Catherine was born on August 11, 1865, in a small village near Lima, Ohio, to Henry and Mary Ann Smith. Henry Smith was a school teacher and the family lived for the most part in and around Chicago. After Henry died of tuberculosis in 1880, Mary Ann moved Catherine and her two younger sisters to Grand Rapids. Fifteen-year-old Catherine started attending the South Congregational Church of Grand Rapids and joined as a member in June 1880. She then attended Grand Rapids High School and graduated with high honors. Bernardus Vos later testified to his mother’s academic ability. He possessed her high school geometry notebook “done with ruler, compass and drawing pen, every line perfect, no mistakes in the entire notebook.”
In 1886 Catherine was hired as an elementary school teacher at the Madison Avenue School in Grand Rapids. Six years later, she started working as a librarian at the Grand Rapids Public Library. According to Bernardus Vos, this is where his parents met.My father met my mother in an unusual way. After his return to Grand Rapids from Strassburg in 1888 he became a member of the faculty of [the Theological School in Grand Rapids]. In the years that followed he frequently was found in the Grand Rapids Public Library. My mother was at the time doing volunteer work at the circulation desk of the library, and this how they met.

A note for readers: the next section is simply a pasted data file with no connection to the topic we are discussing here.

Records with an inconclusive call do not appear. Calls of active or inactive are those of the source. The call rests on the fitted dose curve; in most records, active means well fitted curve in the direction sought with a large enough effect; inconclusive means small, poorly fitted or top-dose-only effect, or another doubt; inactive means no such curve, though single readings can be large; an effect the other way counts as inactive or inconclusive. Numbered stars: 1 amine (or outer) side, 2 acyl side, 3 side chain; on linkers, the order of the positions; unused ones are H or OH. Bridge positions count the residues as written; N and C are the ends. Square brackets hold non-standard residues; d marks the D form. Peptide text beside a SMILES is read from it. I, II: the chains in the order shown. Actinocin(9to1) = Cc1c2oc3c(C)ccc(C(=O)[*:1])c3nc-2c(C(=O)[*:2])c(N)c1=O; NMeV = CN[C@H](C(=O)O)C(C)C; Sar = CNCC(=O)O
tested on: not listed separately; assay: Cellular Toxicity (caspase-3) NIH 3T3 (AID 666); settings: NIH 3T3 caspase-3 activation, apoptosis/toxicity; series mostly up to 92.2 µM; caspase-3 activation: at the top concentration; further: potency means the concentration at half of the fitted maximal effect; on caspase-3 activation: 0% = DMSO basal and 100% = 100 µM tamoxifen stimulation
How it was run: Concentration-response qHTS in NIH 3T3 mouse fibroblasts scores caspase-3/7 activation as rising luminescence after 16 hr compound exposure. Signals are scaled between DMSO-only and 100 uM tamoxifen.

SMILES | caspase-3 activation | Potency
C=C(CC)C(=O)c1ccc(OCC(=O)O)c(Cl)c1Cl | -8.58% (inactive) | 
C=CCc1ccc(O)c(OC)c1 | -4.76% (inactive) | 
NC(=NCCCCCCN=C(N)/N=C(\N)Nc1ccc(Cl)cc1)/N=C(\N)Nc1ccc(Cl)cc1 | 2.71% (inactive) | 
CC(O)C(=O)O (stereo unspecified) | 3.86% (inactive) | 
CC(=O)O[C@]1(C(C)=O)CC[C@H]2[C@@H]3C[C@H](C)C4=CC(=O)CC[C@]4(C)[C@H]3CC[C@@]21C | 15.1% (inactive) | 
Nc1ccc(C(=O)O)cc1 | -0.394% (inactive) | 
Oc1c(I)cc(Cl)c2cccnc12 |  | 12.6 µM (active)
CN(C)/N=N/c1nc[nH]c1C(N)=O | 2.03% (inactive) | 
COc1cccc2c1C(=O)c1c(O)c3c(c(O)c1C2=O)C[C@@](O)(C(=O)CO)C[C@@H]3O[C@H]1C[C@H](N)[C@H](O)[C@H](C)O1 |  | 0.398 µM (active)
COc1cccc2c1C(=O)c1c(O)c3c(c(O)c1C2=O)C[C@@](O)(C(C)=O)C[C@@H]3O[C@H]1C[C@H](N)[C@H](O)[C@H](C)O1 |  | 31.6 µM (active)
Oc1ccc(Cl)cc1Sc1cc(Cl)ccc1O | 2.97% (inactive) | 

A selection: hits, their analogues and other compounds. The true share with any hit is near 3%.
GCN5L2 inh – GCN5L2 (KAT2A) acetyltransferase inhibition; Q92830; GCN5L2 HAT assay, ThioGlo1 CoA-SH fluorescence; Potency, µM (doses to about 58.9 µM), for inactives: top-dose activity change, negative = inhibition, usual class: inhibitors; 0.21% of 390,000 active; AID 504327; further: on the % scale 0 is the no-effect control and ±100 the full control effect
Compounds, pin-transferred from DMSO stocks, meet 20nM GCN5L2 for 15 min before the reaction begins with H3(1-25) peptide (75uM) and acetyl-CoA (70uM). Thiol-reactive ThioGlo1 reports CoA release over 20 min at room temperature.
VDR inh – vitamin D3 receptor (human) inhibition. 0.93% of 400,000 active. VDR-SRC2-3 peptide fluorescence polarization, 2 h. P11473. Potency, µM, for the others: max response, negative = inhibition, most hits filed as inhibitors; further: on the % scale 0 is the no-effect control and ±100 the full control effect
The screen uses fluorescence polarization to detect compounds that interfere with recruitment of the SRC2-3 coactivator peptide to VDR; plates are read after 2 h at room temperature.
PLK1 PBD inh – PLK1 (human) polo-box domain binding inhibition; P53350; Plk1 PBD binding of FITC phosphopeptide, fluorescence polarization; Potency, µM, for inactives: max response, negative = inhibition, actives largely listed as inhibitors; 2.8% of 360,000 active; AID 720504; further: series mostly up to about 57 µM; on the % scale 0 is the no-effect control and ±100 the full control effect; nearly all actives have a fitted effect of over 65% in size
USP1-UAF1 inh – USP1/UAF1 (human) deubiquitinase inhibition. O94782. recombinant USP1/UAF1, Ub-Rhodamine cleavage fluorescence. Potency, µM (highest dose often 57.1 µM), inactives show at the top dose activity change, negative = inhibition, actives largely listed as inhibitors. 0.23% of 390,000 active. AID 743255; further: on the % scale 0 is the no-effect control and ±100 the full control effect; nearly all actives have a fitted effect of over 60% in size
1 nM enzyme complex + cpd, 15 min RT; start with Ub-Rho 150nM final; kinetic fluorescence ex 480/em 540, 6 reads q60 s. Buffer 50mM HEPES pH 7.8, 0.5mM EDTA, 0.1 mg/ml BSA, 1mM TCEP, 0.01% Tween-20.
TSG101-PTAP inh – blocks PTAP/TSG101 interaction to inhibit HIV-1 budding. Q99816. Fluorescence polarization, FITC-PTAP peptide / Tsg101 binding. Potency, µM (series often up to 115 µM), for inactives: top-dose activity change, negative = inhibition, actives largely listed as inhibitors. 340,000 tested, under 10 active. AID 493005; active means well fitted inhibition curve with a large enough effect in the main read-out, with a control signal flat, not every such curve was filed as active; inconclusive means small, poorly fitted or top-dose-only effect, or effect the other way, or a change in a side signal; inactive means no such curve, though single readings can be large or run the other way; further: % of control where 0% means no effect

That Geerhardus struck up a friendship with Catherine and wanted to marry her had to be a surprise to his parents. Catherine was neither Dutch nor a member of the Christian Reformed Church. Marianne Vos Radius believed that “there was perhaps a slight disappointment” for her grandparents that her father had fallen for her mother. “They fell in love, but his parents were never happy about an English girl who couldn’t speak Dutch and who was a Methodist. She became a very good Presbyterian and insisted on us learning the Shorter Catechism, but she didn’t know Dutch.”
The language issue was a particular hardship in the relationship between Catherine and her future mother-in-law Aaltje Vos. Marianne commented, “My grandmother spoke only Dutch; she never learned to speak English. My mother never learned to speak Dutch. There was never any communication between them at all. My grandfather was a sweeter person than my grandmother was.”